Rothschild revenues fall
Rothschild & Co heir Alexandre de Rothschild contends with a revenue drop at the bank’s key advisory business, as he succeeds his father as executive chairman today.
Revenue from global advisory was down 20% year-on-year to €262 million ($309 million), according to the Rothschild’s Q1 results. The private wealth and asset management business grew 2% to $154 million, and the merchant banking arm’s revenue was up 29% to $29 million.
The drop in advisory business was partly attributed to a 14% quarter-on-quarter drop in global M&A activity (by value), and the fact that Q1 2017 was a record for the bank. Rothschild was ranked first globally in terms of the number of completed transactions during the first three months of 2018, according to Thomson Reuters data.
Alexandre (37), pictured, becomes the seventh generation of the family in charge of the bank in a long planned succession that sees his father David de Rothschild (75) become supervisory board chairman. The new posts would be confirmed at an AGM today.
Billionaire population up 15%
The number of female billionaires grew 18% last year, outpacing the 14% growth of males, and resulting in a total billionaire population of 2,754.
Wealth-X’s 2018 Billionaire Census showed upturn in the world economy and climbing equity markets contributed to a 15% increase in the number of billionaires this year. There was a marked shift towards public holdings, which accounted for 42% of portfolios, compared with 33% the year before. Private holdings dropped from 39% to 33%.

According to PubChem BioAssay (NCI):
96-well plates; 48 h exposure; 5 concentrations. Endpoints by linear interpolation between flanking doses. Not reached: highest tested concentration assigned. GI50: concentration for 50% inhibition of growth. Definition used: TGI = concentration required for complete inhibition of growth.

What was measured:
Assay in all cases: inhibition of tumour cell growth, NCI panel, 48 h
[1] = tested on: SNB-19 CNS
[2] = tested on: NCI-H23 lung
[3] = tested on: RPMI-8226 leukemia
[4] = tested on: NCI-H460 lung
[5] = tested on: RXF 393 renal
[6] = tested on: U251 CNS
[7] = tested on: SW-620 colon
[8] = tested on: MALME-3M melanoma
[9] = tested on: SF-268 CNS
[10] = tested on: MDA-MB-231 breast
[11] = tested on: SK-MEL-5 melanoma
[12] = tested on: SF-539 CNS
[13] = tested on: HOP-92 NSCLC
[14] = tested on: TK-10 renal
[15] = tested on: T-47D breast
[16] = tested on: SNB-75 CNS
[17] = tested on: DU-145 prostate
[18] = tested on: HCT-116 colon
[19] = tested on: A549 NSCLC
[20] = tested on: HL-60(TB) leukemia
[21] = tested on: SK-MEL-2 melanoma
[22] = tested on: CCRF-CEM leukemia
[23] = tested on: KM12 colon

Just under 12% of billionaires are female, and they are vastly more likely to have inherited their wealth, 53% compared to the 8% of men who inherited. However the report noted this trend was beginning to reverse slightly, with more self-made women emerging over the last decade.
In Asia, the number of billionaires (784) overtook North America (727) for the first time. In Asia, billionaire wealth skyrocketed 49% to $2.4 trillion. Europe was home to the most billionaires, with 821.
Their combined wealth increased 24% to $9.2 trillion.
UK tax system ‘favourable’ for family business transfers
New research shows the UK as having one of the most favourable tax systems when it comes to transferring a family business from one generation to the next.
The KPMG Enterprise Global Family Business Tax Monitor looks at 65 jurisdictions and found Canada, Venezuela and Japan imposed among the highest taxes on family business transfers on death, while Canada, Venezuela, and Australia took the biggest cut on transfers during a business-owner’s lifetime. The ranking takes into account any relief which can be claimed.
The UK tax system relating to the transfer of a business through inheritance reflected “longstanding beliefs in the benefits of business passing generationally” the report said.
Reforms in the US had improved the tax relief available on family business transfers, with the lifetime exemption increasing to more than $11 million, allowing owners to transfer more assets tax-free on death or through lifetime gifts.